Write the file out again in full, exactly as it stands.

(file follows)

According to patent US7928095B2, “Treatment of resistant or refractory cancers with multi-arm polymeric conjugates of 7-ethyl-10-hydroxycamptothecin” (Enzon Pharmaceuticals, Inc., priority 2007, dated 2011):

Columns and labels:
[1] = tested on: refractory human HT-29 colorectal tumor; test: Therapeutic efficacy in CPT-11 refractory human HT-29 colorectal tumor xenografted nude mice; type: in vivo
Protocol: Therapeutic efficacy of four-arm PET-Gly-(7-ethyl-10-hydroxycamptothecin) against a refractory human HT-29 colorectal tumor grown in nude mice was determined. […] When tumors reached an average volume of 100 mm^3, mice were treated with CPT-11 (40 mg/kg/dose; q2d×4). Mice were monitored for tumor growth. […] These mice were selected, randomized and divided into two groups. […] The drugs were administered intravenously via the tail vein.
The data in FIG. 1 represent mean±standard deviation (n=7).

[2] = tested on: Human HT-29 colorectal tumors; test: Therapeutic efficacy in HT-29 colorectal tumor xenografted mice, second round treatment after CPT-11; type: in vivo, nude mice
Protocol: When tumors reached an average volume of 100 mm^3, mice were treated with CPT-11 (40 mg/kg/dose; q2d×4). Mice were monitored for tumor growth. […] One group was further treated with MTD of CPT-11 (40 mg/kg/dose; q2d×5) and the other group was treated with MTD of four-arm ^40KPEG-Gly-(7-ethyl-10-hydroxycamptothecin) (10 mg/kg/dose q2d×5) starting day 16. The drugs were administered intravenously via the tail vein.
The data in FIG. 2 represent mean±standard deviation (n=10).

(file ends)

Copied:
According to patent US7928095B2, “Treatment of resistant or refractory cancers with multi-arm polymeric conjugates of 7-ethyl-10-hydroxycamptothecin” (Enzon Pharmaceuticals, Inc., priority 2007, dated 2011):

Columns and labels:
[1] = tested on: refractory human HT-29 colorectal tumor; test: Therapeutic efficacy in CPT-11 refractory human HT-29 colorectal tumor xenografted nude mice; type: in vivo
Protocol: Therapeutic efficacy of four-arm PET-Gly-(7-ethyl-10-hydroxycamptothecin) against a refractory human HT-29 colorectal tumor grown in nude mice was determined. […] When tumors reached an average volume of 100 mm^3, mice were treated with CPT-11 (40 mg/kg/dose; q2d×4). Mice were monitored for tumor growth. […] These mice were selected, randomized and divided into two groups. […] The drugs were administered intravenously via the tail vein.
The data in FIG. 1 represent mean±standard deviation (n=7).

[2] = tested on: Human HT-29 colorectal tumors; test: Therapeutic efficacy in HT-29 colorectal tumor xenografted mice, second round treatment after CPT-11; type: in vivo, nude mice
Protocol: When tumors reached an average volume of 100 mm^3, mice were treated with CPT-11 (40 mg/kg/dose; q2d×4). Mice were monitored for tumor growth. […] One group was further treated with MTD of CPT-11 (40 mg/kg/dose; q2d×5) and the other group was treated with MTD of four-arm ^40KPEG-Gly-(7-ethyl-10-hydroxycamptothecin) (10 mg/kg/dose q2d×5) starting day 16. The drugs were administered intravenously via the tail vein.
The data in FIG. 2 represent mean±standard deviation (n=10).